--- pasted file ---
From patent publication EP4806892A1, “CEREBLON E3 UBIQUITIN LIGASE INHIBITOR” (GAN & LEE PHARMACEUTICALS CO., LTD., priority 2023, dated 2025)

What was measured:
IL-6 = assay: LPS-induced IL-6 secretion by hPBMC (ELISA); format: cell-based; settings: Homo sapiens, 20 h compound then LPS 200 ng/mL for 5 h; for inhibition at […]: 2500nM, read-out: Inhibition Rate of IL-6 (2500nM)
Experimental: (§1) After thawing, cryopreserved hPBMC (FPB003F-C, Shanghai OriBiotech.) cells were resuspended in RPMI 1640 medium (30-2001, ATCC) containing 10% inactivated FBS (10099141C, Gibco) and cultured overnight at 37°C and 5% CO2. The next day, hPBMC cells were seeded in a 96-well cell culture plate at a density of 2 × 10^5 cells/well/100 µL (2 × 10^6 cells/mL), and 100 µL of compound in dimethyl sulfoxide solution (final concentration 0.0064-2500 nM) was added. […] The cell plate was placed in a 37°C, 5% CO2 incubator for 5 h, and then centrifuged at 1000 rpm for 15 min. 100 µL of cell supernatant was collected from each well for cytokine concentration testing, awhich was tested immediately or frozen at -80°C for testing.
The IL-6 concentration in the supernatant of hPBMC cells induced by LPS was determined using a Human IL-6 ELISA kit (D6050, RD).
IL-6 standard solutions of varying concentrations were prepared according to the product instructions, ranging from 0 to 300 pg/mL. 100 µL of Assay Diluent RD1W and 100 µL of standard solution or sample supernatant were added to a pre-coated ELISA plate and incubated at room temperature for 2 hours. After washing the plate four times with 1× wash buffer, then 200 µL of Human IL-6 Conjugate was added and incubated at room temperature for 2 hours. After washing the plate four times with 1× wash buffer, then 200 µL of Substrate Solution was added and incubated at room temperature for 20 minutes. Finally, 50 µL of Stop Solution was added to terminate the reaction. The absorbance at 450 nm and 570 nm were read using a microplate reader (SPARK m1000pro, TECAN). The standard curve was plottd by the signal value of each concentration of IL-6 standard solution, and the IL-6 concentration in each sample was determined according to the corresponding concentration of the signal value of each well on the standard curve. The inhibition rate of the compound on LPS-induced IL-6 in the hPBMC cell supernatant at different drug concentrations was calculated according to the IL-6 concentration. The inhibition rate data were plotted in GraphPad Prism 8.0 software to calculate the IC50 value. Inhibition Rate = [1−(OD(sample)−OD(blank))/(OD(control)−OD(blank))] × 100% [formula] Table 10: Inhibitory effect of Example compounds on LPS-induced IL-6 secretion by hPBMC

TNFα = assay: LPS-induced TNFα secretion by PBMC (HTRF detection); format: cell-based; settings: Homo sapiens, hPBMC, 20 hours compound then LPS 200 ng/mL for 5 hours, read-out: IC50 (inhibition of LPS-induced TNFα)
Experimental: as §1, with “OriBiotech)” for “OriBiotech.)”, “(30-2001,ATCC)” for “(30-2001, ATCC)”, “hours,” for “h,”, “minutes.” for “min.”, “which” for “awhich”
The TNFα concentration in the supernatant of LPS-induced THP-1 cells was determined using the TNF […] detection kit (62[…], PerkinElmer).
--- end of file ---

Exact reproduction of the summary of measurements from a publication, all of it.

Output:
From patent publication EP4806892A1, “CEREBLON E3 UBIQUITIN LIGASE INHIBITOR” (GAN & LEE PHARMACEUTICALS CO., LTD., priority 2023, dated 2025)

What was measured:
IL-6 = assay: LPS-induced IL-6 secretion by hPBMC (ELISA); format: cell-based; settings: Homo sapiens, 20 h compound then LPS 200 ng/mL for 5 h; for inhibition at […]: 2500nM, read-out: Inhibition Rate of IL-6 (2500nM)
Experimental: (§1) After thawing, cryopreserved hPBMC (FPB003F-C, Shanghai OriBiotech.) cells were resuspended in RPMI 1640 medium (30-2001, ATCC) containing 10% inactivated FBS (10099141C, Gibco) and cultured overnight at 37°C and 5% CO2. The next day, hPBMC cells were seeded in a 96-well cell culture plate at a density of 2 × 10^5 cells/well/100 µL (2 × 10^6 cells/mL), and 100 µL of compound in dimethyl sulfoxide solution (final concentration 0.0064-2500 nM) was added. […] The cell plate was placed in a 37°C, 5% CO2 incubator for 5 h, and then centrifuged at 1000 rpm for 15 min. 100 µL of cell supernatant was collected from each well for cytokine concentration testing, awhich was tested immediately or frozen at -80°C for testing.
The IL-6 concentration in the supernatant of hPBMC cells induced by LPS was determined using a Human IL-6 ELISA kit (D6050, RD).
IL-6 standard solutions of varying concentrations were prepared according to the product instructions, ranging from 0 to 300 pg/mL. 100 µL of Assay Diluent RD1W and 100 µL of standard solution or sample supernatant were added to a pre-coated ELISA plate and incubated at room temperature for 2 hours. After washing the plate four times with 1× wash buffer, then 200 µL of Human IL-6 Conjugate was added and incubated at room temperature for 2 hours. After washing the plate four times with 1× wash buffer, then 200 µL of Substrate Solution was added and incubated at room temperature for 20 minutes. Finally, 50 µL of Stop Solution was added to terminate the reaction. The absorbance at 450 nm and 570 nm were read using a microplate reader (SPARK m1000pro, TECAN). The standard curve was plottd by the signal value of each concentration of IL-6 standard solution, and the IL-6 concentration in each sample was determined according to the corresponding concentration of the signal value of each well on the standard curve. The inhibition rate of the compound on LPS-induced IL-6 in the hPBMC cell supernatant at different drug concentrations was calculated according to the IL-6 concentration. The inhibition rate data were plotted in GraphPad Prism 8.0 software to calculate the IC50 value. Inhibition Rate = [1−(OD(sample)−OD(blank))/(OD(control)−OD(blank))] × 100% [formula] Table 10: Inhibitory effect of Example compounds on LPS-induced IL-6 secretion by hPBMC

TNFα = assay: LPS-induced TNFα secretion by PBMC (HTRF detection); format: cell-based; settings: Homo sapiens, hPBMC, 20 hours compound then LPS 200 ng/mL for 5 hours, read-out: IC50 (inhibition of LPS-induced TNFα)
Experimental: as §1, with “OriBiotech)” for “OriBiotech.)”, “(30-2001,ATCC)” for “(30-2001, ATCC)”, “hours,” for “h,”, “minutes.” for “min.”, “which” for “awhich”
The TNFα concentration in the supernatant of LPS-induced THP-1 cells was determined using the TNF […] detection kit (62[…], PerkinElmer).